3.1: Electromagnetic Induction
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What is this electromagnetic induction of which you speak?
Electromagnetic induction is when a voltage is created by passing a conductor through a magnetic field.
The size of the voltage can be varied by three factors:
- The size of the magnetic field. The more flux lines there are, the more flux lines there are for the conductor to cut. The strength of flux is directly proportional to the induced voltage.
- The active length of the conductor. Active length meaning the part of the conductor that actually passes through the field. The active length is directly proportional to the induced voltage.
- The speed at which the conductor passes through the field. The faster the conductor passed through the field, the greater the voltage induced. The speed is directly proportional to the induced voltage.
These relationships to voltage can be broken into this formula:
\[e = βlv.\]
- \(e\) = peak voltage induced in the inductor (volts)
- \(B\) = field strength between the poles (Tesla)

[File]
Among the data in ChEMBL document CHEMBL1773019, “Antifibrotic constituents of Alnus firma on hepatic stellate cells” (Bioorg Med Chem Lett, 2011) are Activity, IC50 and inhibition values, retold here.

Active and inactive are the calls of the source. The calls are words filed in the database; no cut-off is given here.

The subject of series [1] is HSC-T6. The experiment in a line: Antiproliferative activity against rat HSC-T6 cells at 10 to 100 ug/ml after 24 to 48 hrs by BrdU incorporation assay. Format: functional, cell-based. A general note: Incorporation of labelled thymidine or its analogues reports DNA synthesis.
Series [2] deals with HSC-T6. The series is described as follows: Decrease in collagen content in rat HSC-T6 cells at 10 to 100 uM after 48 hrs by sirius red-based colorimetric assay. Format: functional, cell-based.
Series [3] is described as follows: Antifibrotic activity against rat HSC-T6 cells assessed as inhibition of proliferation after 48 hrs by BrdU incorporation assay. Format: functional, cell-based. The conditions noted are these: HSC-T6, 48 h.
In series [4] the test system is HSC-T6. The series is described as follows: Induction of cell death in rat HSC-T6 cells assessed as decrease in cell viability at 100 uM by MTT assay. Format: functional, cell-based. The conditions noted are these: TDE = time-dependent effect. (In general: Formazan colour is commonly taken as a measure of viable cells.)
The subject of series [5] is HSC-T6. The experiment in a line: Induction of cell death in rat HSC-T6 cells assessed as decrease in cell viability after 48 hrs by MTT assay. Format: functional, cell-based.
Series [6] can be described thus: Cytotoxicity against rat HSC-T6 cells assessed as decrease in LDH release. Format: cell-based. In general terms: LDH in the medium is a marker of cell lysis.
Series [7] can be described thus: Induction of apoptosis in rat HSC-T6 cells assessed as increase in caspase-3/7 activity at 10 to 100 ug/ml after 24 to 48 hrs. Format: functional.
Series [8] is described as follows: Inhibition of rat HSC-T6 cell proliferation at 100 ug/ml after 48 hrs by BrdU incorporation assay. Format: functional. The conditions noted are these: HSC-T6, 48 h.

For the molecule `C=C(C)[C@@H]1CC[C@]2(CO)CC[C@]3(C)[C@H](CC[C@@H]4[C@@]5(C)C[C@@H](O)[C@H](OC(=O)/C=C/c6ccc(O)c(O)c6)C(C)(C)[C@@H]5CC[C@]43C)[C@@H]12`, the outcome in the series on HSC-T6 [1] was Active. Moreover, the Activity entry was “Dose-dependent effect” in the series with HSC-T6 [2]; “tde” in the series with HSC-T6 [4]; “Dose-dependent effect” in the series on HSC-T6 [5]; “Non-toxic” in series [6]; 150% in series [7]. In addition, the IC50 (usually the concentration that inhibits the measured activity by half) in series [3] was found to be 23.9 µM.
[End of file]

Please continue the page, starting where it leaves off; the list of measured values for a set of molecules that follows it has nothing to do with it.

- \(l\) = active length of conductor (meters)
- \(v\) = velocity of the conductor through the field (m/sec)
A conductor that has an active length of 4 meters passes through a field of 5 Tesla at a speed of 15 meters per second. Determine the peak voltage induced on this conductor.
(4 m)(5 T)(15 m/sec) = 300 volts peak
That’s crazy! Who discovered that? The discovery of electromagnetic induction is attributed to Michael Faraday who discovered that when he passed a magnetic field through a conductor a current would flow. As long as there was motion between the field and the conductor, a voltage could be induced. This could mean the conductor passes through a field or a field passed through a conductor.